DNA | Tara Theatre | 18-22 Apr (pictured)
"I am a manifestation of a family tree with a rich history from the Middle East to the South East of England, I carry the values of a generation no matter the destination". Love the sound of this, an exploration of contemporary British identity as shaped by ancestral culture identity, created by Tara Theatre's Young Company, which is made up of artists aged eighteen to 25, whose lives have been shaped by the challenges of migration and displacement. More here.

Misfortune | Golden Goose Theatre | 18-22 Apr
Aaaand your final tip for this week is for 'Misfortune' at The Golden Goose Theatre, written and directed by Aaron-Lee Eyles, which piqued my interest by promising to explore the real life story of tragic nineties lottery winner Billie-Bob Harrell Jr, devout Christian and Home Depot employee, who won $31 million and found his life changed for the bad rather than the good. Expect physical theatre, improv and song. Head to the venue website here for info.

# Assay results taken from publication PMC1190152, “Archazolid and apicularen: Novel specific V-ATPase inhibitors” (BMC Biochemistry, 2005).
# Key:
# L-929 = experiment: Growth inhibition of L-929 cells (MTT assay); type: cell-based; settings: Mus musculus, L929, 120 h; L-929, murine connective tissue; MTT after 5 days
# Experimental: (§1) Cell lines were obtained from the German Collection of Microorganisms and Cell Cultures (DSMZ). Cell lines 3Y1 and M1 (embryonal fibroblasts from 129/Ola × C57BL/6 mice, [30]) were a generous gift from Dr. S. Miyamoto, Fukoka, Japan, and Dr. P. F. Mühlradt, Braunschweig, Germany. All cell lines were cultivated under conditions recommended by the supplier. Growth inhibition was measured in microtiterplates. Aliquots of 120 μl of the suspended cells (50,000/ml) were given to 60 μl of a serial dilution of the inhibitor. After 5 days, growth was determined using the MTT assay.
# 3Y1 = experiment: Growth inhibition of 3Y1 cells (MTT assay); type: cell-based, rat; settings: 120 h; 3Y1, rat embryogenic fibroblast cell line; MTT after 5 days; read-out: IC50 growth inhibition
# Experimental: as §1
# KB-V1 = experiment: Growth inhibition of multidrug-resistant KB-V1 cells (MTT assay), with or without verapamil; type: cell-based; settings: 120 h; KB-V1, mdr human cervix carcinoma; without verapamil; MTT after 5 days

At TW:CULTURE we champion the best in fringe theatre, comedy and culture.

Year round, we pick the best shows happening in London and online each week, providing handy Three To See recommendations and interviewing the people behind those productions.

Plus each summer we also cover the biggest cultural event in the world: The Edinburgh Festival.